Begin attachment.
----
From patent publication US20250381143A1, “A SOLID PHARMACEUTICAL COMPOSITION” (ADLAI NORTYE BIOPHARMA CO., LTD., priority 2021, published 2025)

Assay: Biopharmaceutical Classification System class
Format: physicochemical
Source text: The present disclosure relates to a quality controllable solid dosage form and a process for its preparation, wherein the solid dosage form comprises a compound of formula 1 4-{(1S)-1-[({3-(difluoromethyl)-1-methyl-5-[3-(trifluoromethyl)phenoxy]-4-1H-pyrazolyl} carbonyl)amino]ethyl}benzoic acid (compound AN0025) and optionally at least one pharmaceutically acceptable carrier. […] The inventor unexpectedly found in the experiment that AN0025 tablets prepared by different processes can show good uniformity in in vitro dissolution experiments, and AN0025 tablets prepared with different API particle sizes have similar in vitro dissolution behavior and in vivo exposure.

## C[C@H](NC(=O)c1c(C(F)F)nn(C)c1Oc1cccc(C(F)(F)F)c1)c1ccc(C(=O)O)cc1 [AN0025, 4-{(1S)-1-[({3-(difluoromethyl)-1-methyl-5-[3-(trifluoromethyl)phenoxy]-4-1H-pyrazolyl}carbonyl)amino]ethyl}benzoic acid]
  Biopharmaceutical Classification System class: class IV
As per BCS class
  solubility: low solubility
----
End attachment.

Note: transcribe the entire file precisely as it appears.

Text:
From patent publication US20250381143A1, “A SOLID PHARMACEUTICAL COMPOSITION” (ADLAI NORTYE BIOPHARMA CO., LTD., priority 2021, published 2025)

Assay: Biopharmaceutical Classification System class
Format: physicochemical
Source text: The present disclosure relates to a quality controllable solid dosage form and a process for its preparation, wherein the solid dosage form comprises a compound of formula 1 4-{(1S)-1-[({3-(difluoromethyl)-1-methyl-5-[3-(trifluoromethyl)phenoxy]-4-1H-pyrazolyl} carbonyl)amino]ethyl}benzoic acid (compound AN0025) and optionally at least one pharmaceutically acceptable carrier. […] The inventor unexpectedly found in the experiment that AN0025 tablets prepared by different processes can show good uniformity in in vitro dissolution experiments, and AN0025 tablets prepared with different API particle sizes have similar in vitro dissolution behavior and in vivo exposure.

## C[C@H](NC(=O)c1c(C(F)F)nn(C)c1Oc1cccc(C(F)(F)F)c1)c1ccc(C(=O)O)cc1 [AN0025, 4-{(1S)-1-[({3-(difluoromethyl)-1-methyl-5-[3-(trifluoromethyl)phenoxy]-4-1H-pyrazolyl}carbonyl)amino]ethyl}benzoic acid]
  Biopharmaceutical Classification System class: class IV
As per BCS class
  solubility: low solubility